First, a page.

Flores explained this more effectively with the distinction "disclosive space." In short, what we see is governed by three concurrent aspects of our being.
1. We see what we can distinguish, hence the need to learn.
At one extreme, consider what happens if you travel in a foreign country. You don't understand the language and are, effectively, unable to either hear or speak. You are forced to notice primarily through your eyes, since your ears are unable to distinguish the new language and your tongue does not wrap around the new words. Yet, even your eyes are less reliable since you are new to the culture.
How to notice better? This one is obvious; learn the culture, learn the language.
We are in deeper challenge to notice better in our own worlds, however, because we already know a lot. But have we learned enough? Do I know enough about my processes to notice if something is amiss? Do I know enough about my market to notice if a regular customer is no longer ordering? Do I know enough about my project to recognize if a step is out of sequence? Do I know enough about people working with me to notice if their mood is altered?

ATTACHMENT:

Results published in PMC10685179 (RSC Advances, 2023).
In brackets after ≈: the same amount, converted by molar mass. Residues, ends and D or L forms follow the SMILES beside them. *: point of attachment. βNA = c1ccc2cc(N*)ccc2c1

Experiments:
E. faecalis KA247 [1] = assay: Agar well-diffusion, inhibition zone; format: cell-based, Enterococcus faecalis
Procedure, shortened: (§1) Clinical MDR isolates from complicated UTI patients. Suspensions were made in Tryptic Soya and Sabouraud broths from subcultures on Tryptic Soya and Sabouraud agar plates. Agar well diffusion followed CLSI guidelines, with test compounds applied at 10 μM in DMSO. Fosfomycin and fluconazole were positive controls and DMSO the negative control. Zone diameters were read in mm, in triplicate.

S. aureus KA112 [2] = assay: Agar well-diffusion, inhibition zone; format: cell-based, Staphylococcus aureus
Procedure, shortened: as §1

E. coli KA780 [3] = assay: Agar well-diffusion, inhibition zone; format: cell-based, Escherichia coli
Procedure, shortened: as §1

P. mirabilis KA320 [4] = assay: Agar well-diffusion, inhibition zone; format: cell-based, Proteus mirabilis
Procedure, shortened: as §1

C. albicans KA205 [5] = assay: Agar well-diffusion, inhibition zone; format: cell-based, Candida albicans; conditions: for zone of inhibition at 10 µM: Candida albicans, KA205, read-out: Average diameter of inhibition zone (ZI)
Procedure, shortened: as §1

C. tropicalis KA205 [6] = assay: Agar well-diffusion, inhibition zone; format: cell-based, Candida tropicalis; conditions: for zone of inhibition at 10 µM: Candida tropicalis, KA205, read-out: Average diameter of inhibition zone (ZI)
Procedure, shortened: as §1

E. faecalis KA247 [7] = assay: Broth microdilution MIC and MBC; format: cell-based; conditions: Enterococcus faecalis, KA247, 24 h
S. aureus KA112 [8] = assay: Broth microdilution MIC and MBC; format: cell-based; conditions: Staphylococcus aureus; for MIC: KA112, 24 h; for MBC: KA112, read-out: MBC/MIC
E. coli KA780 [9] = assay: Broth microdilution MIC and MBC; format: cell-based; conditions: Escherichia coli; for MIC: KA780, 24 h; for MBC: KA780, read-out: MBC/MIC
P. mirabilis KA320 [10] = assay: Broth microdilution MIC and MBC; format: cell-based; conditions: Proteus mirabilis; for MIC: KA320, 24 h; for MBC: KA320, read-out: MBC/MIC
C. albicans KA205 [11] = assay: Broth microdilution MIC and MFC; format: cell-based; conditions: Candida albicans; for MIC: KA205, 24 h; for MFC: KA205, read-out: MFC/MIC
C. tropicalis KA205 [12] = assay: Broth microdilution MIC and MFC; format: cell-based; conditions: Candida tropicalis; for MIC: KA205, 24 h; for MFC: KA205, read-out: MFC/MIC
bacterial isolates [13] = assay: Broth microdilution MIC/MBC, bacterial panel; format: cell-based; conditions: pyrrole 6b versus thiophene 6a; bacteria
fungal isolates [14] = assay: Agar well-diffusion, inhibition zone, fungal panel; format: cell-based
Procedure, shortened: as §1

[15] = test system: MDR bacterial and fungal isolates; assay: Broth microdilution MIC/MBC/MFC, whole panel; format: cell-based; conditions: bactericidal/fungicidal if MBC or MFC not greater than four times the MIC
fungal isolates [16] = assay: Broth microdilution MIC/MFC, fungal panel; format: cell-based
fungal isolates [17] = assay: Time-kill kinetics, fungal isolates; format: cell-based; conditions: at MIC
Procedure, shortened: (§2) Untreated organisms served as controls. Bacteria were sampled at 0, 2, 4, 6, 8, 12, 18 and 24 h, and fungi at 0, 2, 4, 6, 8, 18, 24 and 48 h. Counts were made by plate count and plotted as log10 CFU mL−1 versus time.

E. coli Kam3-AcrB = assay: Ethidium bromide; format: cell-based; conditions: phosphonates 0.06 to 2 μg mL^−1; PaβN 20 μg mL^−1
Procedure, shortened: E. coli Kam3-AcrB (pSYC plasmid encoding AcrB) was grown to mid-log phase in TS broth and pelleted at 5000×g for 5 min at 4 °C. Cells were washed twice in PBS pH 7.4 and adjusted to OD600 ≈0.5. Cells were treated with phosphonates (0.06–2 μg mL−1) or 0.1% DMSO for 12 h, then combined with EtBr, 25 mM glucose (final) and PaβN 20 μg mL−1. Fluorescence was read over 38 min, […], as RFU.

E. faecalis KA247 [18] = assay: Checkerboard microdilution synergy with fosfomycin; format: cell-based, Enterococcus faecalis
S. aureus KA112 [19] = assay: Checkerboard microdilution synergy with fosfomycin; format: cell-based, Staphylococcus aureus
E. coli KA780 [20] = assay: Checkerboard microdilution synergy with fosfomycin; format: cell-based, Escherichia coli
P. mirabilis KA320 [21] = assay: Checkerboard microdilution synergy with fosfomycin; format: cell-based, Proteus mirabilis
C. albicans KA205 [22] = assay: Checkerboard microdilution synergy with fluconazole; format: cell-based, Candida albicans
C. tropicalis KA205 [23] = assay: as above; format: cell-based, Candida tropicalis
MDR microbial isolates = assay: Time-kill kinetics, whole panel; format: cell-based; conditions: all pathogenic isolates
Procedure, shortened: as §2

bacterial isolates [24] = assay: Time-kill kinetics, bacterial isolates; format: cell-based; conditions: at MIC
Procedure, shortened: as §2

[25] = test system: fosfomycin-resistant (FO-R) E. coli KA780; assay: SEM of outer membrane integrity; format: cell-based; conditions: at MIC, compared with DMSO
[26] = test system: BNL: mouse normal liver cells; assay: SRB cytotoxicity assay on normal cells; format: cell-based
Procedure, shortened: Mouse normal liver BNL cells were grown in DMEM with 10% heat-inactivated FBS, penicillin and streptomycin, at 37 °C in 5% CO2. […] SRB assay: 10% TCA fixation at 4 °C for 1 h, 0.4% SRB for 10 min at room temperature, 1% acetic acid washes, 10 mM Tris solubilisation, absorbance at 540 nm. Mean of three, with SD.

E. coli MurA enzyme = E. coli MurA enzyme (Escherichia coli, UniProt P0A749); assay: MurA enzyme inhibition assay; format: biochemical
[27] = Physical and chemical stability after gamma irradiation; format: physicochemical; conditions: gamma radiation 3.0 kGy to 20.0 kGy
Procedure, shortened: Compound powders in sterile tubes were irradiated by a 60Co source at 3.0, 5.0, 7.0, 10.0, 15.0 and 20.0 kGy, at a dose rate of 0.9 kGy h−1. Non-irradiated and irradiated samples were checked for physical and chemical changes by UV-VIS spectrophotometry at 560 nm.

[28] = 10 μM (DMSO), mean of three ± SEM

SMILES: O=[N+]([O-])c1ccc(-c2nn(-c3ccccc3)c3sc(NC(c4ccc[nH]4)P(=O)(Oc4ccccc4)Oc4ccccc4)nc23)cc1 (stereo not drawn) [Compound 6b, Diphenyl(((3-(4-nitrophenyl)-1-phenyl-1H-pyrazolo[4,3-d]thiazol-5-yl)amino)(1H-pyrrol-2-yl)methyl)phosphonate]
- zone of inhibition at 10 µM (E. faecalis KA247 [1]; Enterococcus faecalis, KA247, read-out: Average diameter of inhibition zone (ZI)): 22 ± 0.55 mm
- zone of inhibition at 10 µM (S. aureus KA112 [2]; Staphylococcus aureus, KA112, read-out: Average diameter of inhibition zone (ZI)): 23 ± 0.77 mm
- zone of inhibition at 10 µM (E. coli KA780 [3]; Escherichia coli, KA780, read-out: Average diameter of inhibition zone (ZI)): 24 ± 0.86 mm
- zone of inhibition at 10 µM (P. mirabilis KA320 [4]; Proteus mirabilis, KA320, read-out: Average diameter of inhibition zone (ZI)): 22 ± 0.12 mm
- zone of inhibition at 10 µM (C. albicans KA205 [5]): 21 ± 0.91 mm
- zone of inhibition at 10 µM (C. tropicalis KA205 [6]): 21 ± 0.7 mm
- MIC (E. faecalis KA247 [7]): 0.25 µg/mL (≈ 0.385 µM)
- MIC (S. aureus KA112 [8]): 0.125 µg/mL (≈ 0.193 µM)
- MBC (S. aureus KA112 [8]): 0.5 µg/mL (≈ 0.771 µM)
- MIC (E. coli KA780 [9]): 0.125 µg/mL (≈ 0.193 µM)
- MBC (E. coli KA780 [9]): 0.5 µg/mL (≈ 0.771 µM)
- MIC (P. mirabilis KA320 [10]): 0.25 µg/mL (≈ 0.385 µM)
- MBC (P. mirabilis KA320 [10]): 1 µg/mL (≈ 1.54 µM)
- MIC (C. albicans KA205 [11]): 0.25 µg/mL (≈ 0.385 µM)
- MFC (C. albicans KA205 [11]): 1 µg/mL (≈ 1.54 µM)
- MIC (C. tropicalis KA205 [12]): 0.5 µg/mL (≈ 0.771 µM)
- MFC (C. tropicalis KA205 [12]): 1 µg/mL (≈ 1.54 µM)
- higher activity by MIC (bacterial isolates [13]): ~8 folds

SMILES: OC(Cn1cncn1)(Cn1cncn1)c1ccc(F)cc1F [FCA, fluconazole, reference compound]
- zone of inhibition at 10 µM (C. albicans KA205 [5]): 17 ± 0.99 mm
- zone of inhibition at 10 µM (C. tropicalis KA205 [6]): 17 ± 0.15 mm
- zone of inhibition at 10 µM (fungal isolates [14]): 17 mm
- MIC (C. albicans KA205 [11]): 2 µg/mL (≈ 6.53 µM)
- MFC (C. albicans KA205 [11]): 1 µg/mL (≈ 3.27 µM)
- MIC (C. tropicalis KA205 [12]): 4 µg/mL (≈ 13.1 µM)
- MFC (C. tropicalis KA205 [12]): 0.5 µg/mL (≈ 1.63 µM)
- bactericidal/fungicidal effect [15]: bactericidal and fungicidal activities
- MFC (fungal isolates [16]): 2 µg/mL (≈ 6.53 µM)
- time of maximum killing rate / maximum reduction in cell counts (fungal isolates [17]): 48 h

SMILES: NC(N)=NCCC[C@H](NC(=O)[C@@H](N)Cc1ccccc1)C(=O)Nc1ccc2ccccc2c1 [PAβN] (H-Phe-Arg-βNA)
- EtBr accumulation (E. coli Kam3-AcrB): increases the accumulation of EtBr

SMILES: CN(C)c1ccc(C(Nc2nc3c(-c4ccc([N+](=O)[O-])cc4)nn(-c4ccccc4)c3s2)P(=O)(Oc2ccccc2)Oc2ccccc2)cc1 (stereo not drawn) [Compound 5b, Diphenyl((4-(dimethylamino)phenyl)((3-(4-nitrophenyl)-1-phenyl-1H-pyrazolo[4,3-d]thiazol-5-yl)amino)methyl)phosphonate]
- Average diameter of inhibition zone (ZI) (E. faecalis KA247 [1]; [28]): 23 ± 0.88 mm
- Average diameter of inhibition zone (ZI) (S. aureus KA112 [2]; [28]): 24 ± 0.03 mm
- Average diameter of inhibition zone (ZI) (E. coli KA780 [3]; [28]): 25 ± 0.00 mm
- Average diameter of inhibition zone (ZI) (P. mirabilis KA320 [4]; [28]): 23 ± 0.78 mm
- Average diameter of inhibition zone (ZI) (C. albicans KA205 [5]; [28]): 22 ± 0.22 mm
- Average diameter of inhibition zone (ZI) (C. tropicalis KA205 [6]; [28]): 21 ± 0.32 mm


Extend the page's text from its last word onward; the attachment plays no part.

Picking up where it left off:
And how do I learn if I am not curious?
The root of learning rests in curiosity. Inquisitiveness. Marveling. Interestedness. It's the opposite of passivity. Indolence. Apathy.
Try this today, this weekend: be curious about something with which you are already familiar. Perhaps it is your daughter's new phone. Perhaps it is a single process step you used to actually do. Perhaps it is the new bush your neighbor just planted. Learn something new. And then reflect if you noticed at a deeper level.
More coming next week.
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